Spinal Fracture Self-Assessment Tool
Is it Just Back Pain or a Fracture?
Proper diagnosis and early treatment is essential to prevent spinal compression fractures. But there are usually no symptoms—and many times, a fracture is the first indication that you have osteoporosis. Plus, people often mistake spinal fractures for regular back pain, and they don’t realize that they should seek out treatment. That’s what this questionnaire is for—to help you determine if you should take steps to prevent bone loss and spinal fractures.
Do you have back pain?
The symptoms of spinal compression fractures are often mistaken for less serious back pain. You may experience pain ranging from sudden and severe (if it occurred suddenly), to long-lasting and dull (if it developed gradually).
It’s important that you not ignore back pain—even if it seems ordinary. Your back pain could actually be a spinal fracture. In fact, it’s one of the primary symptoms of a fracture.
In most cases, pain from a spinal fracture lasts 4-6 weeks—about as long as it takes for the bone to heal. After that, patients often report that they experience chronic back pain at the fracture site.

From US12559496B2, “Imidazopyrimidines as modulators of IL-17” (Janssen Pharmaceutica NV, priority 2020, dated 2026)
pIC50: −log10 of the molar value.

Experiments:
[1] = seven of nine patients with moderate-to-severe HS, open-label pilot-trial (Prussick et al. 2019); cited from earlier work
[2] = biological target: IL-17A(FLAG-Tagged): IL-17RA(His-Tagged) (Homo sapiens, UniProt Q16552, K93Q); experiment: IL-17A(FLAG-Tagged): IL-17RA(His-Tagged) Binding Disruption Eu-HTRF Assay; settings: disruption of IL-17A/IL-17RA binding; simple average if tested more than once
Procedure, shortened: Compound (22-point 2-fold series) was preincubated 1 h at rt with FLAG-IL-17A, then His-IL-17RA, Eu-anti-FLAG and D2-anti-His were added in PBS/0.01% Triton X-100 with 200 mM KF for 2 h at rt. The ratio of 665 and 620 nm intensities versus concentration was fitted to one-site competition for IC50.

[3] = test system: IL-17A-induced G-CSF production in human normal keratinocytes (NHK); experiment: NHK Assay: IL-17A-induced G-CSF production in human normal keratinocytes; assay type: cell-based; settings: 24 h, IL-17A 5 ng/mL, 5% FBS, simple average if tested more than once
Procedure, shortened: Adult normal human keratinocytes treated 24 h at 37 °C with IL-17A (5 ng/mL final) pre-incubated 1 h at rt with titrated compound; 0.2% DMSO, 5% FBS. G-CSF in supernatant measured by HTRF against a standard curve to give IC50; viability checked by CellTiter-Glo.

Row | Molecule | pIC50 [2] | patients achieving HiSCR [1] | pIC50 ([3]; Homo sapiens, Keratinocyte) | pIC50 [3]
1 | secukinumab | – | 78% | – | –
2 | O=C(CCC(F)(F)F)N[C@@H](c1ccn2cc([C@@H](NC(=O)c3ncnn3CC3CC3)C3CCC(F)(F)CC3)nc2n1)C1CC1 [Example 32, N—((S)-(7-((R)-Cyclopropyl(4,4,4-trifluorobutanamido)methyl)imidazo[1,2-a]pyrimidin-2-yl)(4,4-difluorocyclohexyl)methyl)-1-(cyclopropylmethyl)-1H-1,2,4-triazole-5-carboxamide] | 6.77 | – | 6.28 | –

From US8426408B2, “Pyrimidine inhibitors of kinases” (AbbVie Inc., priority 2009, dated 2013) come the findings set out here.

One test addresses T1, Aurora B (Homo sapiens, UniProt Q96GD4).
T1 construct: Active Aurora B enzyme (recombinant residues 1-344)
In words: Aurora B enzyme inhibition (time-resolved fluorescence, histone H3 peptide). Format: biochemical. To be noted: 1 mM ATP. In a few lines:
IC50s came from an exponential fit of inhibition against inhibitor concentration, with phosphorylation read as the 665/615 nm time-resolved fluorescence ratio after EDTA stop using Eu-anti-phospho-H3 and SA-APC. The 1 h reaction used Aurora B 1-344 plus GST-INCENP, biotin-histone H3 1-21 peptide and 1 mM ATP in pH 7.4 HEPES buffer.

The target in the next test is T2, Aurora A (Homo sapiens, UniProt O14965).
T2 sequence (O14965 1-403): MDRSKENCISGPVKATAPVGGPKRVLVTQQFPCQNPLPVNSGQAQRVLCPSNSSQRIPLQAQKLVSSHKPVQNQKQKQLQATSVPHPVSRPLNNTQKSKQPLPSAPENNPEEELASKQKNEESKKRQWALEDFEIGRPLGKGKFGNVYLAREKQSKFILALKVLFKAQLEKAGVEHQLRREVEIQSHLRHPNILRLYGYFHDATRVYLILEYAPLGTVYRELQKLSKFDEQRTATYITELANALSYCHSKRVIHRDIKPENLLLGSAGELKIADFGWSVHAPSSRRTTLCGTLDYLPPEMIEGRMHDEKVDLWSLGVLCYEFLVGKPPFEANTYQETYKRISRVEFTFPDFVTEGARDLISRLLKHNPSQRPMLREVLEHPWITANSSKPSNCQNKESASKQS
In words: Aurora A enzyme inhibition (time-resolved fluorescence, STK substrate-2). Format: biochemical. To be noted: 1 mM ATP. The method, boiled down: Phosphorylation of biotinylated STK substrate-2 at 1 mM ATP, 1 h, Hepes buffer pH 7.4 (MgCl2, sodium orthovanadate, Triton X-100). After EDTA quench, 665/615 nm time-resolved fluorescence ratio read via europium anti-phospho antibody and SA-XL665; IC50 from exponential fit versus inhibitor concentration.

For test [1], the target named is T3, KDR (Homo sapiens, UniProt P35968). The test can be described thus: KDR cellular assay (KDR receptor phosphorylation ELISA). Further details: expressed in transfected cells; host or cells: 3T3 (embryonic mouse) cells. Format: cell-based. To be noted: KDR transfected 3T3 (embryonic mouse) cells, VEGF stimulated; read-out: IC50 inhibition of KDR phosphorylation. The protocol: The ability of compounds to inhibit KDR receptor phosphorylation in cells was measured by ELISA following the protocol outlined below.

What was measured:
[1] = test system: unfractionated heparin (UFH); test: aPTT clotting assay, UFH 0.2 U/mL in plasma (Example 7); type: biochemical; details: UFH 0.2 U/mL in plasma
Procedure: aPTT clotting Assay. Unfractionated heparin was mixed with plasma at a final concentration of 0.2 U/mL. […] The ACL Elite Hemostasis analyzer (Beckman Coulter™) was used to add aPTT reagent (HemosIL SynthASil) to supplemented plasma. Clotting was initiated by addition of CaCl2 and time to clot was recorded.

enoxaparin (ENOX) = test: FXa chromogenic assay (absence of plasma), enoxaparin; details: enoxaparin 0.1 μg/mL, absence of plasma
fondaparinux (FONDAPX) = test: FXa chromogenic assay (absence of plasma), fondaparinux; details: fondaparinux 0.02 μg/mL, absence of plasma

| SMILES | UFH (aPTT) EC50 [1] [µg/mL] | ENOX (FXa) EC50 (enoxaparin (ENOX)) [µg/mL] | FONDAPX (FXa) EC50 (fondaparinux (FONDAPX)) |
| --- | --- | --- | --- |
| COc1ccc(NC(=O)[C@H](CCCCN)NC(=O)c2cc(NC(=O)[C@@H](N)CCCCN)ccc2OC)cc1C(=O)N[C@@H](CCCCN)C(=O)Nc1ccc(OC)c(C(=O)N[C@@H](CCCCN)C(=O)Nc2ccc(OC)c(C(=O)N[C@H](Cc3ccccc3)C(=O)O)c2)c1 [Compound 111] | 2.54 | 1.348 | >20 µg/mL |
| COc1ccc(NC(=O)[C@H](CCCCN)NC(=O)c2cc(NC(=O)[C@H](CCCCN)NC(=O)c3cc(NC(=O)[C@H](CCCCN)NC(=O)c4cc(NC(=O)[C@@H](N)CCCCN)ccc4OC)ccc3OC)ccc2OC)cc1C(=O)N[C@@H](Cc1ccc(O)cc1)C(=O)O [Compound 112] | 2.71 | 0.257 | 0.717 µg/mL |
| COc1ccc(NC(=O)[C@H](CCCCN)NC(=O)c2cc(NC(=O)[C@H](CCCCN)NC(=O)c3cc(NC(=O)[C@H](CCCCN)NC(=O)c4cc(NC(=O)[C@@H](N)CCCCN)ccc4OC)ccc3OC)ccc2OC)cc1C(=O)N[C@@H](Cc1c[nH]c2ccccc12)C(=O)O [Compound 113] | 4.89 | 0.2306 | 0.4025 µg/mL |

Are you a post-menopausal woman?
Anyone can have a spinal compression fractures, but post-menopausal women are particularly at risk. Women lose bone mass at an accelerated rate in the first 5-7 years after menopause. During menopause, women experience a significant decrease in estrogen, which is a hormone that protects bones. When estrogen levels decrease, bones may lose density and become prone to fractures.
Have you lost height?
It’s important to pay attention to posture changes. When you have a spinal compression fracture, it can change the normal alignment of your spine. If you have multiple fractures, your spine may actually begin to shrink and angle forward. As a result, you’ll lose inches in height. This is a hallmark characteristic of kyphosis.
Kyphosis can cause many health issues, such as chronic back pain and sleep difficulties. This condition can even affect your ability to breathe because the forward curve of the spine can compress your chest cavity.
If you answered “yes” to at least two of these questions, schedule a bone mineral density test and talk to your doctor about your concerns. A physical exam, along with other diagnostic tests, can help determine whether your back pain may be due to a compression fracture. But even if you didn’t answer “yes” to any of the questions, don’t hesitate to talk to your doctor about osteoporosis and spinal fractures. You can’t start a prevention plan too soon.